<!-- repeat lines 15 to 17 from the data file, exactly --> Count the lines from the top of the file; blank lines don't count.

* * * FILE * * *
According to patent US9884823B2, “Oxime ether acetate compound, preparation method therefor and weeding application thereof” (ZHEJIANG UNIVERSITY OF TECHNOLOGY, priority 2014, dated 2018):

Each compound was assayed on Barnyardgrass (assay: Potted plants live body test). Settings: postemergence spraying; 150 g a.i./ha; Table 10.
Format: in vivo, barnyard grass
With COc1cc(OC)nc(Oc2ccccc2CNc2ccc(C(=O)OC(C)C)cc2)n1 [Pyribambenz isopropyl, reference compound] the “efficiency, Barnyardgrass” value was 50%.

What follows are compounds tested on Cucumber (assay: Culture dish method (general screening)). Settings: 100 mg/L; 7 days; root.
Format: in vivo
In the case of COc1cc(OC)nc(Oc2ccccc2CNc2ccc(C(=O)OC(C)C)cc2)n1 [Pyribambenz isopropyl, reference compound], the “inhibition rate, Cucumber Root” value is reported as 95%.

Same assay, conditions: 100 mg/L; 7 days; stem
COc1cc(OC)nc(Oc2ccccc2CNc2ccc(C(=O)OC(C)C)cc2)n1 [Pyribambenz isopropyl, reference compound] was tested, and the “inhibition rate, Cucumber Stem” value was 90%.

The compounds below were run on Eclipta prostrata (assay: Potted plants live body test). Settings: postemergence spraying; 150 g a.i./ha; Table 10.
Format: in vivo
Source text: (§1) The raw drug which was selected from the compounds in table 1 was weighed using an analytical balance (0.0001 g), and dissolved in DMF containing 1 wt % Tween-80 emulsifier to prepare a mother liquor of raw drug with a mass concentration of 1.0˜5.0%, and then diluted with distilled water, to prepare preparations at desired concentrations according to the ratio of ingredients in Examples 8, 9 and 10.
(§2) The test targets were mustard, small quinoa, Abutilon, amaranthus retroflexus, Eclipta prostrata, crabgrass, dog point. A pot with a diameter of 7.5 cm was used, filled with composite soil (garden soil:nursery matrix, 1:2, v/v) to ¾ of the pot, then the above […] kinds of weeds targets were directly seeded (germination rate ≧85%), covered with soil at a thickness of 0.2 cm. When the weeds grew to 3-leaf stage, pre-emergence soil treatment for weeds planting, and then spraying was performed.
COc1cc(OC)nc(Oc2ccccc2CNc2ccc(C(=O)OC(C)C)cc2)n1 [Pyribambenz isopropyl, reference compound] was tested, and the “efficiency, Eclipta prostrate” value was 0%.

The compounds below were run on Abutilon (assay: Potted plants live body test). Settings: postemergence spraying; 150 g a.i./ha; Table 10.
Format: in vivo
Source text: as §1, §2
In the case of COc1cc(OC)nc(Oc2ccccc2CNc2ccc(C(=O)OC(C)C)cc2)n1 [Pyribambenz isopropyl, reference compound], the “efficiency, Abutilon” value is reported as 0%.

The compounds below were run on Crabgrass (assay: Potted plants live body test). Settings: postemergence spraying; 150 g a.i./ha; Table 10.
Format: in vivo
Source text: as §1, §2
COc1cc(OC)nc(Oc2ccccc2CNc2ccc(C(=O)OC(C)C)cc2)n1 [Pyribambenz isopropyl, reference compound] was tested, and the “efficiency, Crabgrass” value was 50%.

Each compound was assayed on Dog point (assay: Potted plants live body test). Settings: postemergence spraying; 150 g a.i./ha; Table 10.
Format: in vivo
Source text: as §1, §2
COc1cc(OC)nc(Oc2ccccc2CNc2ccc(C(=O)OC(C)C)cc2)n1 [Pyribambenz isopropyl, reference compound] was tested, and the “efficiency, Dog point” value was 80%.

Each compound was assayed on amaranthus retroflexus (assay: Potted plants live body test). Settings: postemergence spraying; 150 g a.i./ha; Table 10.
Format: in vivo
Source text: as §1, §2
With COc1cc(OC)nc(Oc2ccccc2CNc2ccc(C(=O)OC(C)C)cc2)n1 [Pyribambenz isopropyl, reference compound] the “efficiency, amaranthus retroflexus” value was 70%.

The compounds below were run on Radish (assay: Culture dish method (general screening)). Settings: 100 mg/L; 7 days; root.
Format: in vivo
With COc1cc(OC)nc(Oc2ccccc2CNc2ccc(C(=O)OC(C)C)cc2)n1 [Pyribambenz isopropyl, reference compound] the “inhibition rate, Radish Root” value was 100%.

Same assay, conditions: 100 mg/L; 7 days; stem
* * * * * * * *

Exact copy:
The compounds below were run on Abutilon (assay: Potted plants live body test). Settings: postemergence spraying; 150 g a.i./ha; Table 10.
Format: in vivo
Source text: as §1, §2